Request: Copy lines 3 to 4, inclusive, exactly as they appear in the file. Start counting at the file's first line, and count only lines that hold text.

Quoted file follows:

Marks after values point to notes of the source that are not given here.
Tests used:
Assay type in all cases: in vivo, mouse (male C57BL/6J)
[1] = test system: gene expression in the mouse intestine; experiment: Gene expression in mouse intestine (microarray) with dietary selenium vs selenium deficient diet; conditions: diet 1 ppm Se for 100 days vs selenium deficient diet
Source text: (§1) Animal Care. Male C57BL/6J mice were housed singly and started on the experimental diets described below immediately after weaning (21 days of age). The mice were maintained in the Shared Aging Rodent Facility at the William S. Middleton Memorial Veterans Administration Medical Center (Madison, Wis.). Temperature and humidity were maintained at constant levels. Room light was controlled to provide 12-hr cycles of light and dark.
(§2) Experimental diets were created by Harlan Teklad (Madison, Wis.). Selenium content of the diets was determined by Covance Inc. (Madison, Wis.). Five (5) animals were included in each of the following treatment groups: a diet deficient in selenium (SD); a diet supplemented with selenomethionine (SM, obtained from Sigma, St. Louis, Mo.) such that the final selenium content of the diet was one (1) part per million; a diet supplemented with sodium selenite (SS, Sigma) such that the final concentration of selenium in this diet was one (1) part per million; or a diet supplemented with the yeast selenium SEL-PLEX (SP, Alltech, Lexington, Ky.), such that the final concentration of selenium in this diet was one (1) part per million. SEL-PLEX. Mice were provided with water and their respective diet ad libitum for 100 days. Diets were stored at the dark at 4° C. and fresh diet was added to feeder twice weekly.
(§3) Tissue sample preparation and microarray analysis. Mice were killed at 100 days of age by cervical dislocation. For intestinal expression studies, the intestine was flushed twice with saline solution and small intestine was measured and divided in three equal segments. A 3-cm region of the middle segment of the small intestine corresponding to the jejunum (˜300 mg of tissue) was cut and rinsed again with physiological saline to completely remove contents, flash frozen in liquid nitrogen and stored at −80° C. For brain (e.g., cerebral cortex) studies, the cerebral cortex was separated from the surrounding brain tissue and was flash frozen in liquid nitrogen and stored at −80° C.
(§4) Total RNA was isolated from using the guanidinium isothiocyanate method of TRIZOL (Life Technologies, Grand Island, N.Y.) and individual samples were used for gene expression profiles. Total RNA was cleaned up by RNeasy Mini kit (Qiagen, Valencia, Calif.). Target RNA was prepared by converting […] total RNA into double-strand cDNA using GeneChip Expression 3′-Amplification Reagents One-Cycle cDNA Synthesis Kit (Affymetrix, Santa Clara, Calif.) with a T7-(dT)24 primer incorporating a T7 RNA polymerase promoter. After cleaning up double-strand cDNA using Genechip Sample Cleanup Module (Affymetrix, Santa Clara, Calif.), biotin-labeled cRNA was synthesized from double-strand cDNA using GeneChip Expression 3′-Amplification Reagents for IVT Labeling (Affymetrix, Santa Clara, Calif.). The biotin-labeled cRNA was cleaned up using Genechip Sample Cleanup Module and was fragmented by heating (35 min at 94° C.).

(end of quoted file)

Assay type in all cases: in vivo, mouse (male C57BL/6J)
[1] = test system: gene expression in the mouse intestine; experiment: Gene expression in mouse intestine (microarray) with dietary selenium vs selenium deficient diet; conditions: diet 1 ppm Se for 100 days vs selenium deficient diet